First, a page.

Don’t Betray Your Creative Potential
What is really important to you?
One thing that has really struck home personally in the past few years is how, with the best of intentions, our hopes, dreams and values can get lost in the busyness of life. Unless we remind ourselves on a regular basis what our hopes and values are and track how our lifestyles are contributing to those we can lose several years on the treadmill, not lifting our heads to see if we are making the best choices.
We can sometimes lose sight of what we really want to do. And that includes writing. If you start to ask yourself questions like ‘what is most important to me?’, ‘what do I want my legacy to be?’ and ‘what do I want to contribute to the world?’ and if any of your answers contain writing then it’s vital that you commit to what is valuable to you and don’t betray your creative potential by letting it slide.
We are not already there, most of us, we are ‘aspiring’ or the second novel is proving difficult or we’ve been buffeted by the vagaries of the publishing industry or life is too busy. We need to take action.
The power of orientation and intention
I don’t agree that you will always succeed just by putting your mind to it. Life can be cruel and throw up unexpected challenges, not everyone has equal opportunity or freedoms but if writing is something you really want to do and you can take steps towards developing your writing and creativity then you must do whatever you can.
I do believe in the power of orientation and intention. We frame things by the way we look. Confirmation bias and other psychological phenomenon prove that we start with a theory and then work towards proving it. If our theory is that we’ll never succeed, we’ll ignore possible opportunities.
New Years is about resolutions. Resolutions are orientations towards positive change. There is a goal and associated action. If writing is what we value, if reaching out to others with our words is important to us then we need to make it happen.
For many 2016 was a difficult year. We lost many artistic and creative people and world events seemed to take a sinister turn. 2017 will be the year of finding meaning and of seeing what we can do to enhance both our own lives and the lives of others and creativity feeds into that in a big way. Our most human qualities involving pushing ourselves to create new things, to forge improvements, to reach out and assist our fellow human beings. There are huge humanitarian and environmental concerns right now and practical action is needed. If we care we can do something practical to help. Also, at the core of what makes us human is the creation of beautiful works of art, music and literature. Works that speak to who we are as humans and in turn uplift and entertain.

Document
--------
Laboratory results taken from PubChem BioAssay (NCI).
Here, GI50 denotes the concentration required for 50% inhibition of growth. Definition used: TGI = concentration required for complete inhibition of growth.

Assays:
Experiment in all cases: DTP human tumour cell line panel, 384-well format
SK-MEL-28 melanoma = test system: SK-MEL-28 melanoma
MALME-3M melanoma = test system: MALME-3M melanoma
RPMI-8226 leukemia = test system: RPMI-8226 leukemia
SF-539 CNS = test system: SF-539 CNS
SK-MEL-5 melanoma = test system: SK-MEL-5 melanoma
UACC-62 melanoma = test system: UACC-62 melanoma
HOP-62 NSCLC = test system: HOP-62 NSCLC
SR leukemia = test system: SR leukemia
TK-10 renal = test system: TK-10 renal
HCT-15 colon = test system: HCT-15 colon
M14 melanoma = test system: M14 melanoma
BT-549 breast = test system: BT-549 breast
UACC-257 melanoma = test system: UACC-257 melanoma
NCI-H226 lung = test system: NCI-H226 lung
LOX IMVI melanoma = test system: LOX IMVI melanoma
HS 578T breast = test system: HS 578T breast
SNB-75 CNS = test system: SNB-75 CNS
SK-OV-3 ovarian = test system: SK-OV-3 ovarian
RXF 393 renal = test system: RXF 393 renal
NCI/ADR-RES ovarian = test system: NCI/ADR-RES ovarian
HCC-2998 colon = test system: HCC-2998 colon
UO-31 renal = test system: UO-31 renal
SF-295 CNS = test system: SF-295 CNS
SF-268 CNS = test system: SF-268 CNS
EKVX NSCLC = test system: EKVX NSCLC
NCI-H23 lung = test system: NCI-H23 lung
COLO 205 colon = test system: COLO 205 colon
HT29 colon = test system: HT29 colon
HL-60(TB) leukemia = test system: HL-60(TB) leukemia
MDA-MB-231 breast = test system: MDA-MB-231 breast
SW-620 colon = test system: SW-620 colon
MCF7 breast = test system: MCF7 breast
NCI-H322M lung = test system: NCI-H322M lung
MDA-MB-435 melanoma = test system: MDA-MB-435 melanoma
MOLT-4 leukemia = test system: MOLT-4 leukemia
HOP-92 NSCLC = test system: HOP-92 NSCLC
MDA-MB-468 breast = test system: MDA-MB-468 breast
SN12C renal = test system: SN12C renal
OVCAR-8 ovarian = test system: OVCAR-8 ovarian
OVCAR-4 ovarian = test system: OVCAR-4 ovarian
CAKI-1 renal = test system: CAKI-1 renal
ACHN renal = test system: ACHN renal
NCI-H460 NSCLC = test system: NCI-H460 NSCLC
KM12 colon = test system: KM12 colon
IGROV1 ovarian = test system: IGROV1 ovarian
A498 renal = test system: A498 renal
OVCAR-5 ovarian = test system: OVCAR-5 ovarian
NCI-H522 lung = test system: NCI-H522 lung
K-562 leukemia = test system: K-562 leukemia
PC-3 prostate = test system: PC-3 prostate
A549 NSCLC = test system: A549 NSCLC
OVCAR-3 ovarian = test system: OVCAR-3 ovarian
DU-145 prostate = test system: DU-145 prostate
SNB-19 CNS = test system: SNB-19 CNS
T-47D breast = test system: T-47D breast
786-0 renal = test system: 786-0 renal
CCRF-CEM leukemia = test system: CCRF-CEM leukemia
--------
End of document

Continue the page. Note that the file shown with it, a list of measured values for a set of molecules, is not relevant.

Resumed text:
It’s easy to find examples of people who have taken on the challenge of making a difference and doing it in a compassionate and creative manner.
I’ve recently become familiar with Noel Fitzpatrick’s groundbreaking, creative and innovative work in the world of veterinary science and surgery from his Supervet program but it’s his attitude towards how we go about our life’s work, the values we hold and how we treat others along the way that is so inspiring. He encourages us to commit to the work we want to do and to make a difference. This inspiring video is well worth watching.
I’ve also always been very motivated by Ray Bradbury’s enthusiastic orientation towards his work. He wrote about things that thrilled him and suggested we always find ways to read about and experience wondrous and exciting information that we then feed into our work. This is one inspiring talk that outlines his philosophy.